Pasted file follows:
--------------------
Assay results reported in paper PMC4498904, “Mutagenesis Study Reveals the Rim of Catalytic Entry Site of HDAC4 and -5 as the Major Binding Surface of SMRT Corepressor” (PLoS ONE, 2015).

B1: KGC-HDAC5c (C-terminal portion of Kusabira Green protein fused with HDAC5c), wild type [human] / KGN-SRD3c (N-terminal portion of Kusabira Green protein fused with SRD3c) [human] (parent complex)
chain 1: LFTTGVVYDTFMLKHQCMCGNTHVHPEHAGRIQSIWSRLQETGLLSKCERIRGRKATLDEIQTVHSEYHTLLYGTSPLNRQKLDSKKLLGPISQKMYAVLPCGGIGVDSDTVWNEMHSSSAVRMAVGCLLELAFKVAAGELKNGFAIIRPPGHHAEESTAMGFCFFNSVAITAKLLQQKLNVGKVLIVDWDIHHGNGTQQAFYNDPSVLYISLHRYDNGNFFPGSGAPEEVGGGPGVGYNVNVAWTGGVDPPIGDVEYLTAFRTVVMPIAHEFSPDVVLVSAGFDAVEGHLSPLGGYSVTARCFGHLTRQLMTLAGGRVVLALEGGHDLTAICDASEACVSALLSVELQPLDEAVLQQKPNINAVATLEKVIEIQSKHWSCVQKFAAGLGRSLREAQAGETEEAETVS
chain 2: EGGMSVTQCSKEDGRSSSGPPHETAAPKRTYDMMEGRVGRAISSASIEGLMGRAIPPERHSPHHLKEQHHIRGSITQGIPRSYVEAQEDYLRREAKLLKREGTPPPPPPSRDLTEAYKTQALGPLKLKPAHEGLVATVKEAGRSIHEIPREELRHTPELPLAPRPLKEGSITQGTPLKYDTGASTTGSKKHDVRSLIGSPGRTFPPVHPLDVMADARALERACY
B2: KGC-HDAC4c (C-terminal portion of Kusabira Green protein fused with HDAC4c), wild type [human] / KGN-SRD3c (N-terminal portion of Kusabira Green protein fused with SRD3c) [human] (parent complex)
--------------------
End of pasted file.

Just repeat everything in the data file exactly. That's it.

Assay results reported in paper PMC4498904, “Mutagenesis Study Reveals the Rim of Catalytic Entry Site of HDAC4 and -5 as the Major Binding Surface of SMRT Corepressor” (PLoS ONE, 2015).

B1: KGC-HDAC5c (C-terminal portion of Kusabira Green protein fused with HDAC5c), wild type [human] / KGN-SRD3c (N-terminal portion of Kusabira Green protein fused with SRD3c) [human] (parent complex)
chain 1: LFTTGVVYDTFMLKHQCMCGNTHVHPEHAGRIQSIWSRLQETGLLSKCERIRGRKATLDEIQTVHSEYHTLLYGTSPLNRQKLDSKKLLGPISQKMYAVLPCGGIGVDSDTVWNEMHSSSAVRMAVGCLLELAFKVAAGELKNGFAIIRPPGHHAEESTAMGFCFFNSVAITAKLLQQKLNVGKVLIVDWDIHHGNGTQQAFYNDPSVLYISLHRYDNGNFFPGSGAPEEVGGGPGVGYNVNVAWTGGVDPPIGDVEYLTAFRTVVMPIAHEFSPDVVLVSAGFDAVEGHLSPLGGYSVTARCFGHLTRQLMTLAGGRVVLALEGGHDLTAICDASEACVSALLSVELQPLDEAVLQQKPNINAVATLEKVIEIQSKHWSCVQKFAAGLGRSLREAQAGETEEAETVS
chain 2: EGGMSVTQCSKEDGRSSSGPPHETAAPKRTYDMMEGRVGRAISSASIEGLMGRAIPPERHSPHHLKEQHHIRGSITQGIPRSYVEAQEDYLRREAKLLKREGTPPPPPPSRDLTEAYKTQALGPLKLKPAHEGLVATVKEAGRSIHEIPREELRHTPELPLAPRPLKEGSITQGTPLKYDTGASTTGSKKHDVRSLIGSPGRTFPPVHPLDVMADARALERACY
B2: KGC-HDAC4c (C-terminal portion of Kusabira Green protein fused with HDAC4c), wild type [human] / KGN-SRD3c (N-terminal portion of Kusabira Green protein fused with SRD3c) [human] (parent complex)